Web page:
- Research article
- Open Access
Crystal structures from the Plasmodium peroxiredoxins: new insights into oligomerization and product binding
BMC Structural Biology volume 12, Article number: 2 (2012)
Plasmodium falciparum is the protozoan parasite primarily responsible for more than one million malarial deaths, annually, and is developing resistance to current therapies. Throughout its lifespan, the parasite is subjected to oxidative attack, so Plasmodium antioxidant defences are essential for its survival and are targets for disease control.
To further understand the molecular aspects of the Plasmodium redox system, we solved 4 structures of Plasmodium peroxiredoxins (Prx). Our study has confirmed Pv Trx-Px1 to be a hydrogen peroxide (H2O2)-sensitive peroxiredoxin. We have identified and characterized the novel toroid octameric oligomer of Py Trx-Px1, which may be attributed to the interplay of several factors including: (1) the orientation of the conserved surface/buried arginine of the NNLA(I/L)GRS-loop; and (2) the C-terminal tail positioning (also associated with the aforementioned conserved loop) which facilitates the intermolecular hydrogen bond between dimers (in an A-C fashion). In addition, a notable feature of the disulfide bonds in some of the Prx crystal structures is discussed. Finally, insight into the latter stages of the peroxiredoxin reaction coordinate is gained. Our structure of Py Prx6 is not only in the sulfinic acid (RSO2H) form, but it is also with glycerol bound in a way (not previously observed) indicative of product binding.
The structural characterization of Plasmodium peroxiredoxins provided herein provides insight into their oligomerization and product binding which may facilitate the targeting of these antioxidant defences. Although the structural basis for the octameric oligomerization is further understood, the results yield more questions about the biological implications of the peroxiredoxin oligomerization, as multiple toroid configurations are now known. The crystal structure depicting the product bound active site gives insight into the overoxidation of the active site and allows further characterization of the leaving group chemistry.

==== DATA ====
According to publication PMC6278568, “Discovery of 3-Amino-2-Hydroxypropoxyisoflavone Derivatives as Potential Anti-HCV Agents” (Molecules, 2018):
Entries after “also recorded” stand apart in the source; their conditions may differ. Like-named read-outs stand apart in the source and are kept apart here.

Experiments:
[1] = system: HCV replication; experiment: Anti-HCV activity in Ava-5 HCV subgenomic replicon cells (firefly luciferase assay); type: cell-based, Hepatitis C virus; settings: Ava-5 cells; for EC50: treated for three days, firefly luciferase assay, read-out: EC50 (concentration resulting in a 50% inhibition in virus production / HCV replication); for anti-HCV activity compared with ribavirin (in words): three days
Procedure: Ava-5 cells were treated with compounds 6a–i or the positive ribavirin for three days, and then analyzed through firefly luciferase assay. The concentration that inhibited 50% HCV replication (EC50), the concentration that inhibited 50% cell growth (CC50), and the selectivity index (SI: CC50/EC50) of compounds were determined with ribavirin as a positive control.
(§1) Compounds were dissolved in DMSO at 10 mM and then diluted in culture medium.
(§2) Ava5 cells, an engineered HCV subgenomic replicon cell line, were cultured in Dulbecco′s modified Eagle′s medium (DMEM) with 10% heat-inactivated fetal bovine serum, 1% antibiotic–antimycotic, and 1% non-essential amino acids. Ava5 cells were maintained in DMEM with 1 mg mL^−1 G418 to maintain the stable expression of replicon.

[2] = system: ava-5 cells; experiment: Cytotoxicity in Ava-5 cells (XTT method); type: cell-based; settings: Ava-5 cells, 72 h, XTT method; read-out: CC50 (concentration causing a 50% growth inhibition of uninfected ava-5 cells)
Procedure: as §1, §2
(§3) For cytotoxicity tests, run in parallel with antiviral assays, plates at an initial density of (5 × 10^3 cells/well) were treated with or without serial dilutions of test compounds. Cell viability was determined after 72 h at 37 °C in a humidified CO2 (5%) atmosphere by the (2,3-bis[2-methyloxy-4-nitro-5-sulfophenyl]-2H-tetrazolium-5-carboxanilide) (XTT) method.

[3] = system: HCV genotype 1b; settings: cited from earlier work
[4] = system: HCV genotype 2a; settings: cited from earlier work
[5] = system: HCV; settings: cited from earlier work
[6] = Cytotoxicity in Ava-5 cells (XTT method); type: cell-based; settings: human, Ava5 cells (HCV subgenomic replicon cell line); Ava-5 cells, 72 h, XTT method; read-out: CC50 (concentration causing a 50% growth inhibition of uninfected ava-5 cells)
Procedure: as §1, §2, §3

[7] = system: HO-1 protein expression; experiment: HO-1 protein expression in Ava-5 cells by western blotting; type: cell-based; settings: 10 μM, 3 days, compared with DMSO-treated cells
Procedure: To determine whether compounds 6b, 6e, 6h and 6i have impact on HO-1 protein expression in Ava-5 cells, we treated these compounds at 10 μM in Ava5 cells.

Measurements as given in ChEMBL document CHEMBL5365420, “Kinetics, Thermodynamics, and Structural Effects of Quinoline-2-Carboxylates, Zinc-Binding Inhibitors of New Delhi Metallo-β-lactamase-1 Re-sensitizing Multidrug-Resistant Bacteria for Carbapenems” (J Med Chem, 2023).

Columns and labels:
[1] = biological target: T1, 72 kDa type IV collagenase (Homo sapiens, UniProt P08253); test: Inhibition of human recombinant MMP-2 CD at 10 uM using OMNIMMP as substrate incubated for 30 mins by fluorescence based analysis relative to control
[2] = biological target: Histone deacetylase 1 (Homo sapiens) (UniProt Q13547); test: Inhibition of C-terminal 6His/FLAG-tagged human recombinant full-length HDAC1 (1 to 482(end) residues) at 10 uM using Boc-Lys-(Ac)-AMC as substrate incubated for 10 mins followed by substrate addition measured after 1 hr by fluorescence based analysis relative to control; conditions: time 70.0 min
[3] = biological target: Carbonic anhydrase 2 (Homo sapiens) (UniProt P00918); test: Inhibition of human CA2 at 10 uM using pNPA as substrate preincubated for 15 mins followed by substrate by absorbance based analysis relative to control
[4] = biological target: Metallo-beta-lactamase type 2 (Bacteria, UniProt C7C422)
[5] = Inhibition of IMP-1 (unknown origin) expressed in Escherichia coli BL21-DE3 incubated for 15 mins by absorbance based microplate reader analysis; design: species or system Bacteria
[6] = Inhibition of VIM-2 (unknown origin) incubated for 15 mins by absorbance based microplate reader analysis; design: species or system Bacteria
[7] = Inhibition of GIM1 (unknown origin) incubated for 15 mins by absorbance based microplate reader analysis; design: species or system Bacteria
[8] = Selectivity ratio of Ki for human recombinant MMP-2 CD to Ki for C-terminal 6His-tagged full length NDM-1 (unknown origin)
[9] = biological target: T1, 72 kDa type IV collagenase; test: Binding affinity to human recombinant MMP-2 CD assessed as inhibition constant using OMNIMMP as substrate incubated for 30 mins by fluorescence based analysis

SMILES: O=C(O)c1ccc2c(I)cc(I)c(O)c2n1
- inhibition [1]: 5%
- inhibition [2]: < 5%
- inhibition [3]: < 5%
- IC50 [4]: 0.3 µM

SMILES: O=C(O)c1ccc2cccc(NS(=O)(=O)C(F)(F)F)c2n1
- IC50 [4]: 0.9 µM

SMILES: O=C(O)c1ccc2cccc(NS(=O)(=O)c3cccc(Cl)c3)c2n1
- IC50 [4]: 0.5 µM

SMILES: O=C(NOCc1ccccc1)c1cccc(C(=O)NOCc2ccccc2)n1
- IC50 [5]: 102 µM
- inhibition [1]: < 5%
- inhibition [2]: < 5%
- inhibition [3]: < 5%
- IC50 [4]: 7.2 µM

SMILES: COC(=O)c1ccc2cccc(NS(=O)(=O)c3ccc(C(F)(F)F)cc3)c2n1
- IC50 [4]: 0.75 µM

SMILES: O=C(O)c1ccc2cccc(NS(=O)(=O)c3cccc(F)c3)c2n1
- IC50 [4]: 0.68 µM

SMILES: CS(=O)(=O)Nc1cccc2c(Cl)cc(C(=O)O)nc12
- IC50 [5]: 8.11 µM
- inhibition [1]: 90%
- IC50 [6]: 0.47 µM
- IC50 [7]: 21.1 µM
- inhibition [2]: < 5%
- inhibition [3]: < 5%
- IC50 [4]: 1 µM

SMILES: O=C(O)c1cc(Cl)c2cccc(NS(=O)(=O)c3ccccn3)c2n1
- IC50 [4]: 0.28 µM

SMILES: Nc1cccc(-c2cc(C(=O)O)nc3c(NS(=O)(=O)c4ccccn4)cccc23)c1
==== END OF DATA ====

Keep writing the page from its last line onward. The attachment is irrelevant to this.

There are at least 500 million clinical episodes of malaria annually with more than a million Africans dying each year, most of whom are children under 5 years of age . The causative agent for the most lethal form of malaria is a protozoan parasite, Plasmodium falciparum, while P. vivax causes a less severe form, P. knowlesi is responsible for macaque malaria (but it can also infect humans [2, 3]), and P. yoelii and berghei infect rodents. Plasmodium parasites are frequently subject to oxidative attack, for example, in the erythrocyte from H2O2 release during heme metabolism and from NO and reactive oxygen species (ROS) generation during the host immune response [4, 5]. In addition, oxidative stress is sustained during the sexual maturation of the parasite within the Anopheles mosquito midgut and salivary gland prior to transmission [6, 7]. As such, Plasmodium antioxidant defences are essential to its survival, and thus are expected to be targets for the effective control of the disease [8, 9].